Your keylight is going to affect the overall mood of your face more than any other light you place in your scene so experiment and make sure you are happy with the shadows it either casts or the shadowless beauty light it creates.
If you have huge dual monitors then you might think those would make perfect keylights but the problem with using your monitor to light your face is that the color and exposure of your monitor is always changing.
I decided to add a two more Profoto D1 Airs behind me hitting the side of my face from the left and right.
Adding these two lights gave me more of the sports/athletic look I was going for and helped tie my overhead light together in a uniformed way.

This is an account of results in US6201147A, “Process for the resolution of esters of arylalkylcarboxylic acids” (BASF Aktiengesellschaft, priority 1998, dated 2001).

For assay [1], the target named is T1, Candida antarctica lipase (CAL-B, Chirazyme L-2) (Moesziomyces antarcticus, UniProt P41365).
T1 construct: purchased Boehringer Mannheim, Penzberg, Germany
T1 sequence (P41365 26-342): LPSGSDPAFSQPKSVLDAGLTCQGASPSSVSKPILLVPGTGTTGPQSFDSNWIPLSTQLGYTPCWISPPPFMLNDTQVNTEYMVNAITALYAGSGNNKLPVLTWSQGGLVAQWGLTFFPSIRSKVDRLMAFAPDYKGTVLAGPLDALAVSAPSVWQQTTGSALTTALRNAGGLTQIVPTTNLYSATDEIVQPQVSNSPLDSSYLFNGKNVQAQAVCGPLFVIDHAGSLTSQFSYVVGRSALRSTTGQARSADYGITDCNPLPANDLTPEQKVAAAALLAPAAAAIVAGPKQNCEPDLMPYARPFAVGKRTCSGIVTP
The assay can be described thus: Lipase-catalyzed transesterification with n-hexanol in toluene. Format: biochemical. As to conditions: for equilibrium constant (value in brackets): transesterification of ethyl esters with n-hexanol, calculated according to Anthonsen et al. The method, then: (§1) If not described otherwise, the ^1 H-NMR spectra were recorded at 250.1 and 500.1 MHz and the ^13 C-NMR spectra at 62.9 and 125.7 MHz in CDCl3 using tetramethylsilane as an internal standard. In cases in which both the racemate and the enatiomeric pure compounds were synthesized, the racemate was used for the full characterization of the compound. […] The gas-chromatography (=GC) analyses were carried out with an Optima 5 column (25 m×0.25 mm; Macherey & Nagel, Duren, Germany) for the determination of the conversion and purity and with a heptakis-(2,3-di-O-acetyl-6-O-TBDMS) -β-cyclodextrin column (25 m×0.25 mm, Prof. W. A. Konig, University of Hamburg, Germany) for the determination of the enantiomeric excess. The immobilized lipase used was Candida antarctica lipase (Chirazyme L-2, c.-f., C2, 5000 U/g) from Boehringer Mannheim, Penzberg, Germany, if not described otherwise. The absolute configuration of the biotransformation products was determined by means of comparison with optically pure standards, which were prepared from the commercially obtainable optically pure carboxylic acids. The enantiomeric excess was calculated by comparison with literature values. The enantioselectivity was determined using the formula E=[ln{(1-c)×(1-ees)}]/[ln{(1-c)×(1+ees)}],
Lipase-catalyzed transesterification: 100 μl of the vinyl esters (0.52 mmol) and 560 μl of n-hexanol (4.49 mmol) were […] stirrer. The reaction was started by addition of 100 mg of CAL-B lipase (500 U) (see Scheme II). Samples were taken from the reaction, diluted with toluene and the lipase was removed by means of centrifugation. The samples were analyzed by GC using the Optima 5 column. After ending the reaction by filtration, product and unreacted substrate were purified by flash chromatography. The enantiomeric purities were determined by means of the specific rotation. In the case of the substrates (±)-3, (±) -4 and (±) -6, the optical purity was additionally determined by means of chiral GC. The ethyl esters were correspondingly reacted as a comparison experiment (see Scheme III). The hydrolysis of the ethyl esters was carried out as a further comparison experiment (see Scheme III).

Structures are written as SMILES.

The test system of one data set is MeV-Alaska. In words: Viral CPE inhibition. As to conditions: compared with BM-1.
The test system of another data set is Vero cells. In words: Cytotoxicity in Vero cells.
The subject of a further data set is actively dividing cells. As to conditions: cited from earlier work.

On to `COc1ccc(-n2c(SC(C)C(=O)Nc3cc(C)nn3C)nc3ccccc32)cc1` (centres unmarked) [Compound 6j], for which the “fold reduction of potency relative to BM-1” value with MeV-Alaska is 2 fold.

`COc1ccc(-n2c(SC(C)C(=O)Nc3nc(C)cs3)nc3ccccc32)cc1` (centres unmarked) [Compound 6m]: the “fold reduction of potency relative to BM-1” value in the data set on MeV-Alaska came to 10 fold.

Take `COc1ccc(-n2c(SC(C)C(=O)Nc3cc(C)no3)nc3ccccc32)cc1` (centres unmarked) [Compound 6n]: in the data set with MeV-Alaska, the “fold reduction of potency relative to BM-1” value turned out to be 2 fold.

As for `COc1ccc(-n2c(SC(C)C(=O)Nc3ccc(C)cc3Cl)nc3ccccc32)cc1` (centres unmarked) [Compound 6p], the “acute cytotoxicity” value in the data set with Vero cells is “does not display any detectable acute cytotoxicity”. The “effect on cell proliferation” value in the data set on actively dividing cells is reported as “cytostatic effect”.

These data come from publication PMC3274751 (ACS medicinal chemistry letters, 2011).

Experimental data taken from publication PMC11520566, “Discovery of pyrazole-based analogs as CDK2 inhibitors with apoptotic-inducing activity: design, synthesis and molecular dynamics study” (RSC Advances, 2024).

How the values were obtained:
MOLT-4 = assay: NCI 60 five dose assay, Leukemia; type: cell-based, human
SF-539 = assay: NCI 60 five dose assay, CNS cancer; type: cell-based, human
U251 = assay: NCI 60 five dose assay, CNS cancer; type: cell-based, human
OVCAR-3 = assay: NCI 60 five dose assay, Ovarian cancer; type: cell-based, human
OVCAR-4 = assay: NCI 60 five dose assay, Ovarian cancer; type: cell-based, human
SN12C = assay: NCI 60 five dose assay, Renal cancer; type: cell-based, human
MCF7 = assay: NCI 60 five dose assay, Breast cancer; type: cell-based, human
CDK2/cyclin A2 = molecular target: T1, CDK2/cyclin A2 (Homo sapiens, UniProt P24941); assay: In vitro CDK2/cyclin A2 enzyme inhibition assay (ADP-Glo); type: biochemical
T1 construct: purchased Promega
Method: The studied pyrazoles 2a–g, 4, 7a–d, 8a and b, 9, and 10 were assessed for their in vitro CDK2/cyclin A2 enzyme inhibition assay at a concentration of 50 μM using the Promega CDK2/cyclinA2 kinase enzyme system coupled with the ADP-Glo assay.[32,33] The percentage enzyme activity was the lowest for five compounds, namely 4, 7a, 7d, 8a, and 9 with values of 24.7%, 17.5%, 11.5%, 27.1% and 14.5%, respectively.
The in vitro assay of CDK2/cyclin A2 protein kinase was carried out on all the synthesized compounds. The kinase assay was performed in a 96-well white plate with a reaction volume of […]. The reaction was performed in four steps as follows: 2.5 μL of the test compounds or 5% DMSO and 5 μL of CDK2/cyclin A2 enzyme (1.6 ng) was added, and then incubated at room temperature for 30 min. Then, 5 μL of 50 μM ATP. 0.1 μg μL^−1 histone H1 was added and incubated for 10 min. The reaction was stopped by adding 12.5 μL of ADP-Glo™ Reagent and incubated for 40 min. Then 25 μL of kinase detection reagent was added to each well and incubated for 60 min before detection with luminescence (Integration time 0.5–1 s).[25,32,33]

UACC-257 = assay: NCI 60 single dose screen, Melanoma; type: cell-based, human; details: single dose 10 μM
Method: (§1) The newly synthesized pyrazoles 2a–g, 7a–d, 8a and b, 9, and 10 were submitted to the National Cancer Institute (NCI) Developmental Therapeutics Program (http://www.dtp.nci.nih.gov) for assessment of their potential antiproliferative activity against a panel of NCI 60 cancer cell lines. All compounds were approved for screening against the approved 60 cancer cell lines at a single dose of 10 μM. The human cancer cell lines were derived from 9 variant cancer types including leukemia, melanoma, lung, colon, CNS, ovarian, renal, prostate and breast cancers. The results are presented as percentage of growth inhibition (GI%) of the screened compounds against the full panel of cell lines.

These three kicker lights are outlined in green in the image below: My final suggestion for creating interesting Backlight might be the most important.
One was a larger 2x4' softbox and the other was a 1x4' stripbox.
They were feathered towards each other meaning the lights were almost pointing at each other more than they were pointed at me.
What I didn't expect was all the emails, tweets, and live questions concerning my lighting setup.
So in this post I'm going to share my lighting setup with everyone so you can reproduce it with your video sessions.
However, next time you are hosting that super cool Google Hangout or Spreecast session, you might want to take some of these tips into account before hitting the Go Live button.
Tip One: Improve Your Keylight All photographers should be familiar with the term "keylight".
Now, I know what a lot of you are thinking, "I don't have the money or room to setup a crazy 8 light setup to make myself look like a video photograph!
" That's okay because you probably don't want every single video session to look over lit and super stylized.
I decided to combine my rather soft beauty keylight with some harsh rim lights to combine two different photographic genres.